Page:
Domninus of Larissa
Domninus of Larissa
Domninus of Larissa
(b. Larissa, ft. fifth century a.d.)
Domninus was a Syrian Jew of Larissa on the Orontes. (In his entry in the Suda Lexicon Larissa is regarded as identical with Laodicea, but they appear to have been separate towns.) He became a pupil of Syrianus, head of the Neoplatonic school at Athens, and a fellow student of Proclus. He therefore lived in the fifth century of the Christian era.
Syrianus thought equally highly of Domninus and Proclus, and Marinus relates how he offered to discourse to them on either the Orphic theories or the oracles; but Domninus wanted Orphism, Proclus the oracles, and they had not agreed when Syrianus died. Marinus implies that Domninus succeeded to Syrianus’ chair, but if so, he can only have shared it for a short time with Proclus. Their disagreement widened into a controversy over the true interpretation of Platonic doctrine from which Proclus emerged as the victor in the eyes of the Academy. Domninus withdrew to Larissa, and Damascius, the last head of the Neoplatonic school, while admitting Domninus’ mathematical competence, accused him of being old-fashioned in philosophical matters. This may have been a partisan judgment. Nor need we pay much attention to an anecdote related by him and intended to show that Domninus lacked the true philosophic mind: When Domninus was troubled by spitting blood and the Aesculapian oracle at Athens prescribed that he should eat swine’s flesh, he had no scruples about so doing despite the precept of his Jewish religion. Equally suspect are Damascius’ allegations that when advanced in years Domninus loved only the conversation of those who praised his superiority and that he would not admit to his company a young man who argued with him about a point in arithmetic.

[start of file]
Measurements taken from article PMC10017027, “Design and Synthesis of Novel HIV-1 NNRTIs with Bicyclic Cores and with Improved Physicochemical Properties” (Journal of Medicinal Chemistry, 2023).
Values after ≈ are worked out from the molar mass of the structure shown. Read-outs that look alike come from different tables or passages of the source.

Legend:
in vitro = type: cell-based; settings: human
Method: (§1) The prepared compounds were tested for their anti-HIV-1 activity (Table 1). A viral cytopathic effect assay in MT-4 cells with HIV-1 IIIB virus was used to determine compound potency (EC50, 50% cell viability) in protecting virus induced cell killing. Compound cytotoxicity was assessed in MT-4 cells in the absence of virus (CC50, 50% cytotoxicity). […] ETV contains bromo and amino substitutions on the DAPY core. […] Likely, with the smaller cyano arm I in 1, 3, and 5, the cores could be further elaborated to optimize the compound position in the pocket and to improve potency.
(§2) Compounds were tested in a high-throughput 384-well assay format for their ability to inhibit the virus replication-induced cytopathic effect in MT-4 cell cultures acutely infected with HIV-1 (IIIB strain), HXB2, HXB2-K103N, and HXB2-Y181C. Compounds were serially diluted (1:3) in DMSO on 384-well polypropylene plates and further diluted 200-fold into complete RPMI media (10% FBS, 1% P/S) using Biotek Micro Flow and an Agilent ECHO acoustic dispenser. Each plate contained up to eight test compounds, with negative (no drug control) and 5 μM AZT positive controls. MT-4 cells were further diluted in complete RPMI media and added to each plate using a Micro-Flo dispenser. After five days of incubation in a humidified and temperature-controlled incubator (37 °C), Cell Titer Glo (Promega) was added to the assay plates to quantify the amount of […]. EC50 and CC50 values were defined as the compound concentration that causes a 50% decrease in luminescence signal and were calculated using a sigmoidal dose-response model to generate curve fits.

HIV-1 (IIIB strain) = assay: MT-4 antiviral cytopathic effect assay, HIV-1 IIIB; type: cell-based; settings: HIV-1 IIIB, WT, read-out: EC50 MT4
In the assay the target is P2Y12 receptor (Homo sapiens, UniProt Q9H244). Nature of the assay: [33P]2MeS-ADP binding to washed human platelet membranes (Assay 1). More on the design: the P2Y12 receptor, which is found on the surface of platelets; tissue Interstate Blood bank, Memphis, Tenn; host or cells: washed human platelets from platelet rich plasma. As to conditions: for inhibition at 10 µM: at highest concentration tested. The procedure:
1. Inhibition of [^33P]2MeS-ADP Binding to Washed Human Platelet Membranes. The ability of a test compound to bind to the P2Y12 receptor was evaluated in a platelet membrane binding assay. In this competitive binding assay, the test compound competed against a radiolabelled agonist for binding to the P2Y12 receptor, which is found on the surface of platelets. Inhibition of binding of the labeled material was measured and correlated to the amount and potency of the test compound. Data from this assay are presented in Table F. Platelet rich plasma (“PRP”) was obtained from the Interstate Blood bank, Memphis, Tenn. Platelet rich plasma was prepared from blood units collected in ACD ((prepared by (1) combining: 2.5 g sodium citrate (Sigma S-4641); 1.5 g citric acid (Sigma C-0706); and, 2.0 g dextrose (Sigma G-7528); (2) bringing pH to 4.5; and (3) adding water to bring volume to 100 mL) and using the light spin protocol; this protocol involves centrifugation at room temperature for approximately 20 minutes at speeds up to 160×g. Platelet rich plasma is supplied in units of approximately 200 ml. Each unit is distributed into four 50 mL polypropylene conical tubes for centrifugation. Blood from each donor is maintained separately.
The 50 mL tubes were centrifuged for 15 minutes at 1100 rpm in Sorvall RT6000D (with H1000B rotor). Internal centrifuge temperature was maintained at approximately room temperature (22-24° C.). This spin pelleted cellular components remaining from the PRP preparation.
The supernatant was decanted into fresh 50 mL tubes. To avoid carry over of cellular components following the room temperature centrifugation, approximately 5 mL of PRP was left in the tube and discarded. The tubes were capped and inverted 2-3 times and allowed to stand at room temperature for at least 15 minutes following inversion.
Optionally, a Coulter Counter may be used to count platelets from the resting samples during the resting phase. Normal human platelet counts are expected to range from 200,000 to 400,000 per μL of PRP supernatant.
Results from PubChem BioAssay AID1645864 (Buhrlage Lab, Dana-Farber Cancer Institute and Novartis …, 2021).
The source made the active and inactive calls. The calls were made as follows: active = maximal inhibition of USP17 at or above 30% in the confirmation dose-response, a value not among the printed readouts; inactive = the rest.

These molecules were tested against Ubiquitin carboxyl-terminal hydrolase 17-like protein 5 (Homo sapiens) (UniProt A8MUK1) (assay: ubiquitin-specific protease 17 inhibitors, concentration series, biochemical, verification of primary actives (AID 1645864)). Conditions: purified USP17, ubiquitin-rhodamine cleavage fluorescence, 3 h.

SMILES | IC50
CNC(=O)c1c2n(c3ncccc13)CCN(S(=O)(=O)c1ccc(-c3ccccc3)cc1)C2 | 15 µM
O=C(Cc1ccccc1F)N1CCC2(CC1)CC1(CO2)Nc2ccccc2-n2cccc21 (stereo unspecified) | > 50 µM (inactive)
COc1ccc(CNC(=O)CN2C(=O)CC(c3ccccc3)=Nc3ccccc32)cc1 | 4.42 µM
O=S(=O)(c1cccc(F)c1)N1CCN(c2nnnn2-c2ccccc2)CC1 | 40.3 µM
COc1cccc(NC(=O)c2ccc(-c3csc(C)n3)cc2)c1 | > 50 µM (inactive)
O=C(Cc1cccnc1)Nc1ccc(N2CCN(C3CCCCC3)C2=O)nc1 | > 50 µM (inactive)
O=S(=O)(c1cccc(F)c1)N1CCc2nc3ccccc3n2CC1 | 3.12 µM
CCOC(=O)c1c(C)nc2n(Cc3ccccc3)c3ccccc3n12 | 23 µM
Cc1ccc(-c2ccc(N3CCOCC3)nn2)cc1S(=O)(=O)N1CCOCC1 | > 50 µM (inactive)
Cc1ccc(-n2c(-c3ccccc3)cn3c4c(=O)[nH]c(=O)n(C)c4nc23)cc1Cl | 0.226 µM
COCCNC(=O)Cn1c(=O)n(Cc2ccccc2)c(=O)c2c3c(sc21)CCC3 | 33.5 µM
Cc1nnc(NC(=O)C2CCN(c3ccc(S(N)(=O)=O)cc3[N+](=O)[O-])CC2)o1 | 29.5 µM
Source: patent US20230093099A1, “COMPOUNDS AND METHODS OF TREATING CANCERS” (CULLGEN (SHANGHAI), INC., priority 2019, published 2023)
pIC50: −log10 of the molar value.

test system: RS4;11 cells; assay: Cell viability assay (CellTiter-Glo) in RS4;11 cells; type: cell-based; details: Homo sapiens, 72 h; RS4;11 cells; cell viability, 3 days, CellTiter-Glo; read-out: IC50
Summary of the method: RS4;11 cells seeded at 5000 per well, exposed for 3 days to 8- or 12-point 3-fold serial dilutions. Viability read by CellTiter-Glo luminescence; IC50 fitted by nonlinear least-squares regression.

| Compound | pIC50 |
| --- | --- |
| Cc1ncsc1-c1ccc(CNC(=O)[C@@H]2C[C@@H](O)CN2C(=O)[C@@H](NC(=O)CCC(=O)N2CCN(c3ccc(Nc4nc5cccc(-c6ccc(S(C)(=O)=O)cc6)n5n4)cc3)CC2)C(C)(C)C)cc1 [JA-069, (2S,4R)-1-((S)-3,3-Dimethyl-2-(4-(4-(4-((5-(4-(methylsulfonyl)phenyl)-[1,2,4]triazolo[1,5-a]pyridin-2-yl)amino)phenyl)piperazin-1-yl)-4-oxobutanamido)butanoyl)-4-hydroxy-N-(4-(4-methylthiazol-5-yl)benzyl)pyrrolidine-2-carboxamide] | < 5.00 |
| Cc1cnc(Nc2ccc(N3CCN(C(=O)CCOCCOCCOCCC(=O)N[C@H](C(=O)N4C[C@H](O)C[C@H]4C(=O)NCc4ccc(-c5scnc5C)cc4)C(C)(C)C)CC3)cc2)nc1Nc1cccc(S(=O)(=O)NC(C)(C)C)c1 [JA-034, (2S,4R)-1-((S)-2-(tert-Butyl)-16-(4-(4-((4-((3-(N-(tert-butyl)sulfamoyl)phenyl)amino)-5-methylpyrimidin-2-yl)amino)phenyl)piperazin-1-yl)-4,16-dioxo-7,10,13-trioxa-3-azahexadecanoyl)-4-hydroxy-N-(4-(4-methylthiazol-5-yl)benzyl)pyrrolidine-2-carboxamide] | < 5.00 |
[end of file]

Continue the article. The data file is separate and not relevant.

Nothing has survived of his philosophical teachings. A reference by Proclus (In Timaeum, I.34B; Diehl, ed., I. 109.30–110.12) indicates that Domninus took some interest in natural science. He held that comets were composed of a dry, vapor-like substance, and he explained the myth of Phaëthon by the assumption that the earth once passed through such a comet, the substance of which was ignited by the sun’s rays and which in turn set the earth on fire.